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BLAST – Basic Local Alignment Search Tool

BLAST (Basic Local Alignment Search Tool) is one of the most commonly used tools to search for sequences that are similar to each other. Most biological databases have a BLAST server to search through their datasets. BLAST is a fast searching programme that is able to compare a query sequence with hundreds to millions of sequences quickly.
Blast A Tool For Homology Annotation
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In this article, you will learn about BLAST, a tool used to find similar sequences in biological databases.

What is a BLAST?

BLAST (Basic Local Alignment Search Tool) is one of the most commonly used tools to search for sequences that are similar to each other. Most biological databases have a BLAST server to search through their datasets. BLAST is a fast searching programme that is able to compare a query sequence with hundreds to millions of sequences quickly.

How does BLAST work?

BLAST uses three steps. First, it ‘chops’ the query sequence into small ‘words’ of typically 3-4 amino acids for proteins or 10-12 nucleotides for DNA sequences (Fig 1A). Second, it uses these short words to look for perfect matches across all the entries in the database (Fig 1B). Third, when a match is found it then tries to extend the alignment by comparing consecutive letters of the word. For each new pair of letters, it evaluates whether it is a good match (Fig 1C). If it is a good match then the score is increased and if it is a bad match the score is reduced. The score table for each pair of amino acids or nucleotides is precomputed and incorporated into the BLAST algorithm.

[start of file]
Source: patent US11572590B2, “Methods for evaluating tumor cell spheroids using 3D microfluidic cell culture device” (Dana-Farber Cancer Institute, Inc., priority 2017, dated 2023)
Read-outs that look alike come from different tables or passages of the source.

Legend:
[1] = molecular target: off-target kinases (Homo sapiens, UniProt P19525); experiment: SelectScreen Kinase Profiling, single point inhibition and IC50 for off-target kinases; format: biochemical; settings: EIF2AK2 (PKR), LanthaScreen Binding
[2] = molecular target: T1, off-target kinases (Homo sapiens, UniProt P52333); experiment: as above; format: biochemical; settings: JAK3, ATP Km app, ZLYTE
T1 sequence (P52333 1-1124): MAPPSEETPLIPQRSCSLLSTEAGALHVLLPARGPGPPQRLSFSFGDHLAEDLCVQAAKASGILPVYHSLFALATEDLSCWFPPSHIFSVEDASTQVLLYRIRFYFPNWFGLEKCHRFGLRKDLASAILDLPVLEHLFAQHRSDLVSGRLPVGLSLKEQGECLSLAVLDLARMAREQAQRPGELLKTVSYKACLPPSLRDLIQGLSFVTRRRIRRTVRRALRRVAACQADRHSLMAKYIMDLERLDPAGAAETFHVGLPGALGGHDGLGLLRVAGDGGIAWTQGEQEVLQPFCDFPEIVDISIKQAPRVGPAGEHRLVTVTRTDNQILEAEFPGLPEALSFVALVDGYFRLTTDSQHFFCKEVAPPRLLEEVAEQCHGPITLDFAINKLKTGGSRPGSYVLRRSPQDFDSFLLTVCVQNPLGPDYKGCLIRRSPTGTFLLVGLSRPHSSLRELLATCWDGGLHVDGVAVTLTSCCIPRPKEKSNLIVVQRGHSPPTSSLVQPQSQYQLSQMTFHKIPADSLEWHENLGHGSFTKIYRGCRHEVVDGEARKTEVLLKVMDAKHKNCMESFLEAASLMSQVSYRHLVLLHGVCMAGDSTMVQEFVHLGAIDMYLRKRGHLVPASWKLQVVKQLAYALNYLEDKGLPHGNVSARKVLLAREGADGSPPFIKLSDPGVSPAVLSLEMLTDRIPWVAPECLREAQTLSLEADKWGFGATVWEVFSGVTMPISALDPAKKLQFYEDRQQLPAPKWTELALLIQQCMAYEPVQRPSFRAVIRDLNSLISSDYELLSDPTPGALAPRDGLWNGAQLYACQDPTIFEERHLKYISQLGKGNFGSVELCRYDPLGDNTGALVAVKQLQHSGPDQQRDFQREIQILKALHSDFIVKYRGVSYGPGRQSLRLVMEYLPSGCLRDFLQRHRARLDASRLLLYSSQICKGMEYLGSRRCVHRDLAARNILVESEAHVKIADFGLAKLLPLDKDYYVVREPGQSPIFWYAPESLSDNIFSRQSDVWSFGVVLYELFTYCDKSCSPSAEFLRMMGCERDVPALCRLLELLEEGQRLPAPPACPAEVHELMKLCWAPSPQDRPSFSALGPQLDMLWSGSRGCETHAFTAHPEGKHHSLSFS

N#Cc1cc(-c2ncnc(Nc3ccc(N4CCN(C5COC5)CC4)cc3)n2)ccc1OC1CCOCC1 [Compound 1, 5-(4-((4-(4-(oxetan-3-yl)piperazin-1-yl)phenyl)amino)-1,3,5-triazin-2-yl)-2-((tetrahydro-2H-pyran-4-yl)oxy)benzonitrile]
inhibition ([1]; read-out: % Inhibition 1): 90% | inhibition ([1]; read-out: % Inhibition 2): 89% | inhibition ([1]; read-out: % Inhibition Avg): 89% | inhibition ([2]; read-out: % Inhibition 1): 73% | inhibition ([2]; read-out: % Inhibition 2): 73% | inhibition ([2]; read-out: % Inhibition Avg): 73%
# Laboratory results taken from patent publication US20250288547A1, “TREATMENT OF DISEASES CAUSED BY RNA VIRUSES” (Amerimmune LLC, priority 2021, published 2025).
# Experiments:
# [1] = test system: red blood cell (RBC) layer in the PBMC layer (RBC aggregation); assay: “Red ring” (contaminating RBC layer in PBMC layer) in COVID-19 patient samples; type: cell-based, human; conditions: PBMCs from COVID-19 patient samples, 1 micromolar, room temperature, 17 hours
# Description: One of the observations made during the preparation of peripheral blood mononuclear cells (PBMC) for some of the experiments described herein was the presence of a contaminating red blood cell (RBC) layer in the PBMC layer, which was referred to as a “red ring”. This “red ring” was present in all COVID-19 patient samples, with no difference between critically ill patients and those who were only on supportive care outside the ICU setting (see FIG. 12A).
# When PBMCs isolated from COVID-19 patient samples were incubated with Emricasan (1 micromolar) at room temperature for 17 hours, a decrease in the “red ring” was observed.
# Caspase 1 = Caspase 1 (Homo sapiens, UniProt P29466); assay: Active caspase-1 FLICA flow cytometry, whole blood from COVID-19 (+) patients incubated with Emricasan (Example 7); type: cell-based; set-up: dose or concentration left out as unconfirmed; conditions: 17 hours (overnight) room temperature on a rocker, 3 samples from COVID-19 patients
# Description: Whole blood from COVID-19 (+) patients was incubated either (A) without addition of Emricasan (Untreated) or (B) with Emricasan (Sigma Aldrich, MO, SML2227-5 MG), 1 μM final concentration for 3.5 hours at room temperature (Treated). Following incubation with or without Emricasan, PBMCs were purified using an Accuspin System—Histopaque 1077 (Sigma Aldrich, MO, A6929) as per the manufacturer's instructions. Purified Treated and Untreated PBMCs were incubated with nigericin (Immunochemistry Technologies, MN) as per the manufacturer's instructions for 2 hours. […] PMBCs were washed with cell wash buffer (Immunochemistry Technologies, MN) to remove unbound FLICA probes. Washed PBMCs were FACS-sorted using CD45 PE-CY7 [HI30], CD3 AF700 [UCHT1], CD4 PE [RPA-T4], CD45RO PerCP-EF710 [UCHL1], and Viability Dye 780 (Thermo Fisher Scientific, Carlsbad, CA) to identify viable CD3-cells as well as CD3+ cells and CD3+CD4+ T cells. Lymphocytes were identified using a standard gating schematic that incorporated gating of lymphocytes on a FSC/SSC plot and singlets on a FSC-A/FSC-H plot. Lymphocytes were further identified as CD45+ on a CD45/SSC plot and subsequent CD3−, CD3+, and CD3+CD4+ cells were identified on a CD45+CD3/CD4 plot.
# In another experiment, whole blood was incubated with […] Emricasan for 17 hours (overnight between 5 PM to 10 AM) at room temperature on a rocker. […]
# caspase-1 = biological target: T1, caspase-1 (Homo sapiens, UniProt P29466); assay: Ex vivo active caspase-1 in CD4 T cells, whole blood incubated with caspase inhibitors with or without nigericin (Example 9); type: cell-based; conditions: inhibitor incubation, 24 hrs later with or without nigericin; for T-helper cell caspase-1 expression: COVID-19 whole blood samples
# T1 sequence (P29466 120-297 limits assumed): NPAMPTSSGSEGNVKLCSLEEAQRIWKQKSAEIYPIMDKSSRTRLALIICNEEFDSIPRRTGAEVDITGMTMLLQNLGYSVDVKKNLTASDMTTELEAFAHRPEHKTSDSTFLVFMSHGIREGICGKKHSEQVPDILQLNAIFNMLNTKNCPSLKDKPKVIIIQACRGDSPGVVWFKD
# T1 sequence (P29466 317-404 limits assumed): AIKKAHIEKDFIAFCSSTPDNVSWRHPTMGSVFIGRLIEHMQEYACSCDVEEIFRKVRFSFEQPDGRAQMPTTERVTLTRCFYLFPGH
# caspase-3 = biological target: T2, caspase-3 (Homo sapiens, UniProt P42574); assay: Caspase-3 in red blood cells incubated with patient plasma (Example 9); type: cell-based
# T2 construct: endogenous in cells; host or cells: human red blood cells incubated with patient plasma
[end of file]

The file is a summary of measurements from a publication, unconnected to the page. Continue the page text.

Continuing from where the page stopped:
Figure 1

Figure 1 – The three steps of a BLAST alignment (simplified). A) chop query into short words; B) find exact matches in the database; C) extend matches and assign a score’.

The extension step will continue until the overall score drops below a given value. At this point, the extension step is dropped and the alignment is recorded with its score. The results are then presented as a list of alignments with associated scores. The alignments with the highest scores are most likely to be true matches or homologues of the query sequence. Other result parameters are reported, such as E-value (expectation value) and the percentage identity. The E-value describes the number of hits that could be found by chance given the length of the sequence and the size of the database. The lower the E-value, the greater the chances that the result is not due to chance.

Types of BLAST Programme

There are different flavours of the BLAST programme depending on whether the query is a nucleotide or a protein sequence and also depending on the nature (nucleotide or protein) of the database we are searching in. If the query is a nucleotide sequence and we are searching for matches in a nucleotide database, the program to use is BLASTn. Similarly, if the query is a protein sequence and we are looking for matches in a protein database, the programme to use is BLASTp.

But what should you do when the query and the database are different? For example, if you want to query a protein sequence to find the best matches in a nucleotide database? In order to make an alignment, query and subject need to be of the same nature. Helpfully, BLAST can translate all the entries in the nucleotide database into protein sequences – each sequence can be translated into the 6 possible frames! You can then use the resulting “translated database” as the subject for the search. This flavour of BLAST is called tBLASTn. In the reverse scenario, when a nucleotide sequence is the query and you want to search a protein database. The query is translated into the 6 possible frames and is then aligned to the query. This is called BLASTx.

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Bacterial Genomes I: From DNA to Protein Function Using Bioinformatics

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